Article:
Imagine a drug that could enhance a child's creativity, critical thinking and resilience. Imagine that this drug were simple to make, safe to take, and could be had for free.
The nation's leading pediatricians say this miracle compound exists. In a new clinical report, they are urging doctors to prescribe it liberally to the children in their care.
What is this wonder drug? Play.
“This may seem old-fashioned, but there are skills to be learned when kids aren’t told what to do,” said Dr. Michael Yogman, a Harvard Medical School pediatrician who led the drafting of the call to arms.
So begins an article in the Los Angeles Times that goes on to quote the recent blockbuster report from the American Academy of Pediatrics that said that kids who play more are happier, healthier and less anxious. They even become better students.
But what the Academy did NOT say is how families can possibly give their kids back all this play time that's recommended.
After all, many parents don't want their kids going outside unsupervised. And aside from safety concerns, kids' after school hours are filled with homework, adult-run activities, and electronic devices. Where does old-fashioned free play fit in?
That's the question The Let Grow Play Club answers. When schools stay open for the Play Club -- free play with some adults on premises who are available in emergencies but do not organize the games or solve the spats -- all the pieces fall into place:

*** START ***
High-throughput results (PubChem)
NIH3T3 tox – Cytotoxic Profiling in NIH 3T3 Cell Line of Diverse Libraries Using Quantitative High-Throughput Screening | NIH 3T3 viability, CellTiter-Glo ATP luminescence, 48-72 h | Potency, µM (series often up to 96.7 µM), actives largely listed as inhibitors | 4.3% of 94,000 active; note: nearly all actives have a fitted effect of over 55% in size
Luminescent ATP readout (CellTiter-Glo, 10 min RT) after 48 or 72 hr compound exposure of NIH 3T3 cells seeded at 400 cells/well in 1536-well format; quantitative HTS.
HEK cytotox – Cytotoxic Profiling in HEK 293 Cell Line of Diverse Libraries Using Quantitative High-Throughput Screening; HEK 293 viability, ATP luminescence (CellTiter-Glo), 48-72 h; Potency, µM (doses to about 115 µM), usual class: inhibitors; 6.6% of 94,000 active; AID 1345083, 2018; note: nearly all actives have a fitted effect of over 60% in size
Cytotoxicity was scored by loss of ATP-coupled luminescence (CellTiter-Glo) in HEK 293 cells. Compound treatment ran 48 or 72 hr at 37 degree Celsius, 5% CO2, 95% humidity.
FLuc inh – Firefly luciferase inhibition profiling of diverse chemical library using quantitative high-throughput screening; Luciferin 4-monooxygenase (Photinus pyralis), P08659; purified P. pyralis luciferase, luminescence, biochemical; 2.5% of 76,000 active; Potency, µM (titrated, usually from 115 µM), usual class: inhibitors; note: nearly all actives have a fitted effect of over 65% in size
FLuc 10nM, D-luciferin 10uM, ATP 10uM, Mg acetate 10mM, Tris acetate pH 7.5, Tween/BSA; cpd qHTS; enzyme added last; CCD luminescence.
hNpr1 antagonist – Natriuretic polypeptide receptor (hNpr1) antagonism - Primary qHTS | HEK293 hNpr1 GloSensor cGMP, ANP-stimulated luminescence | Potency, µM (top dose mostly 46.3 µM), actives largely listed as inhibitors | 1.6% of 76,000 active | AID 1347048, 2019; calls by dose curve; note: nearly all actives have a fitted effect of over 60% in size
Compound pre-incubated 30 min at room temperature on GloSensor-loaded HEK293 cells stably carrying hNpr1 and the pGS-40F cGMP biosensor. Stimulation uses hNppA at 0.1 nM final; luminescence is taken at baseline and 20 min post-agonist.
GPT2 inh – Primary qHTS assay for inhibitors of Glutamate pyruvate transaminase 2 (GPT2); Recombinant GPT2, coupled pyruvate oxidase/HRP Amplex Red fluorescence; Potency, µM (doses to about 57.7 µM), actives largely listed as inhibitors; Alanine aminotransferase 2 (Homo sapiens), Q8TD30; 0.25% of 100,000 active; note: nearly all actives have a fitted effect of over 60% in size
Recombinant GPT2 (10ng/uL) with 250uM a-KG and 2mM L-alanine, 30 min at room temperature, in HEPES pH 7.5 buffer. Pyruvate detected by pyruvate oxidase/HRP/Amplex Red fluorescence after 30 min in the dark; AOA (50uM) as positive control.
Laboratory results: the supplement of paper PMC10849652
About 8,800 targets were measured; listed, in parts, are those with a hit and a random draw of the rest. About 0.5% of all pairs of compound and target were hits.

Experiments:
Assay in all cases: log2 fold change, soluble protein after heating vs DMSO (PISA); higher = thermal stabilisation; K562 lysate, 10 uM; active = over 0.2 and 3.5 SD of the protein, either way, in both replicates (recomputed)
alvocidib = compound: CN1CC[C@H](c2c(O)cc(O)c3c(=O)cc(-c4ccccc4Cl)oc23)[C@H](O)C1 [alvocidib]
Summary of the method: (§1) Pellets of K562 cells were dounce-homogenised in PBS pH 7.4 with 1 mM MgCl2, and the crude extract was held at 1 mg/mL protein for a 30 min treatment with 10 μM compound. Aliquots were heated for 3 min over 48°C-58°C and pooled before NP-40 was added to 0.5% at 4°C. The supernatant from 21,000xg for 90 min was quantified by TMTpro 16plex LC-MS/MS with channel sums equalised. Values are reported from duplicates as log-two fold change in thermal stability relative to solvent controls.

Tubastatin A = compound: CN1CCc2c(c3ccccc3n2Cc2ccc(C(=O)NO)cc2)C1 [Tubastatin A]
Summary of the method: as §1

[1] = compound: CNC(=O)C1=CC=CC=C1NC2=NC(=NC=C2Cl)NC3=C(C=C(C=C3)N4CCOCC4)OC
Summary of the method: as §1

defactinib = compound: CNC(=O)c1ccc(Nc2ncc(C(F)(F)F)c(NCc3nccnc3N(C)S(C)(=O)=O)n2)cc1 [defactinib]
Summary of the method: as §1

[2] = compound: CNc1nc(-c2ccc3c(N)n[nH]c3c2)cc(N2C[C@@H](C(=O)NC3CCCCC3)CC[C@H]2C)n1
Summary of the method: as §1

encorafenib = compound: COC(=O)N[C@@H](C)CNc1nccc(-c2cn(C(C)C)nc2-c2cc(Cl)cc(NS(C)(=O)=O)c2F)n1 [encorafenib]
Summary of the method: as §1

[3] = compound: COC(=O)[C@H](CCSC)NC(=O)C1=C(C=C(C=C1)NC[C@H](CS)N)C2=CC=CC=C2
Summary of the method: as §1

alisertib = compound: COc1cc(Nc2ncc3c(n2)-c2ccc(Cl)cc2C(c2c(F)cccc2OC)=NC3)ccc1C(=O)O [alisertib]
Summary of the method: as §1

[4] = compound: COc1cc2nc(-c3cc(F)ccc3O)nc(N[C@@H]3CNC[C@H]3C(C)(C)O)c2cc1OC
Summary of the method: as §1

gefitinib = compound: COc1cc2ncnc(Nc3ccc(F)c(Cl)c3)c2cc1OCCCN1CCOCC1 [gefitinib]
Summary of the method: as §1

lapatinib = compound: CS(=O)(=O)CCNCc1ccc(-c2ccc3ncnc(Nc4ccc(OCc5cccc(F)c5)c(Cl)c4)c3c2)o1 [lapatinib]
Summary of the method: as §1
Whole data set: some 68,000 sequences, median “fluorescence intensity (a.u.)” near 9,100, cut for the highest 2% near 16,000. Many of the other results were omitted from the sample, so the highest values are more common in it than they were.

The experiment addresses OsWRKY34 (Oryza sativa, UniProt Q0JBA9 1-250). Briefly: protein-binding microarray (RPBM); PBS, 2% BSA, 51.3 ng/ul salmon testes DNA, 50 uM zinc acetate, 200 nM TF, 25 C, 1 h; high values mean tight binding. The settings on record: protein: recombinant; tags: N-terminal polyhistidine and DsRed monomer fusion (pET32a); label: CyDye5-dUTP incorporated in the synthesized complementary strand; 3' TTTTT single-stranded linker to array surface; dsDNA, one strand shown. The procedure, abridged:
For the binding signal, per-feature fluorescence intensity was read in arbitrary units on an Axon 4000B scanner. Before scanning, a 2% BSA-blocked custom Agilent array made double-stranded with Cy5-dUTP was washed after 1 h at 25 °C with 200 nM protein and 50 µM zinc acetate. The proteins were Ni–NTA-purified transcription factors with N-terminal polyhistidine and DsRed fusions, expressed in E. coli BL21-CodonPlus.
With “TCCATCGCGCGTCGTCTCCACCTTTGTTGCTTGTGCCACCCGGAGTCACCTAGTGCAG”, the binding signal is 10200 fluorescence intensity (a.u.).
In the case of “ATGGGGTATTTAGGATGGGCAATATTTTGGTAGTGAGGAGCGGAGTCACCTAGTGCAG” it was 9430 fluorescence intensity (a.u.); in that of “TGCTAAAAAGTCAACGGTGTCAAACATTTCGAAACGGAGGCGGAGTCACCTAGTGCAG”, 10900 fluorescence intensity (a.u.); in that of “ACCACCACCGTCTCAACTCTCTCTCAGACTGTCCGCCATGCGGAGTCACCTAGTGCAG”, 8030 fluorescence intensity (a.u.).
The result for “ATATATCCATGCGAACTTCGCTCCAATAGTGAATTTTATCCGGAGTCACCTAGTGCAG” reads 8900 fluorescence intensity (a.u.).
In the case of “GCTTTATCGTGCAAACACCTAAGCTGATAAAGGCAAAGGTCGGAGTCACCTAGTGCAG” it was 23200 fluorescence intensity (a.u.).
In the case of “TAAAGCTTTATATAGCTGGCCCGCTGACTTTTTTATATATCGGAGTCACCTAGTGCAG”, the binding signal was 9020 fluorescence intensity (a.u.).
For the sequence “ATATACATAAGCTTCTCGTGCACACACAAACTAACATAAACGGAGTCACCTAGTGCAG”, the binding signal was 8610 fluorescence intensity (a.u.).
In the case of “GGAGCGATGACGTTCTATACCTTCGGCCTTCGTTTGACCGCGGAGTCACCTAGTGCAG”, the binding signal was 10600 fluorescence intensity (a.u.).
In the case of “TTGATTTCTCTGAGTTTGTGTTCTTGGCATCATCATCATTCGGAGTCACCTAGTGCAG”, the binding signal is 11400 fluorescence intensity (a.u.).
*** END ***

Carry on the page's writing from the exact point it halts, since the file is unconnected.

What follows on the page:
1 - There's a critical mass of kids to play with
2 - They're at a place the parents trust (as opposed to a park or the street)
3 - They're off their electronic devices
4 - The kids of all ages play together, which means older kids throw the ball softer to the little kids (learning empathy) while younger kids hold themselves together so they don't look like babies (learning self-control).
Without adults micromanaging them, kids have to come up with something to do, make it happen, and solve their own problems, thereby developing leadership, cooperation, problem-solving, and even -- because they make and change the rules themselves -- democracy.
The Let Grow Play Club is a way to give kids the play time recommended by the American Academy of Pediatrics.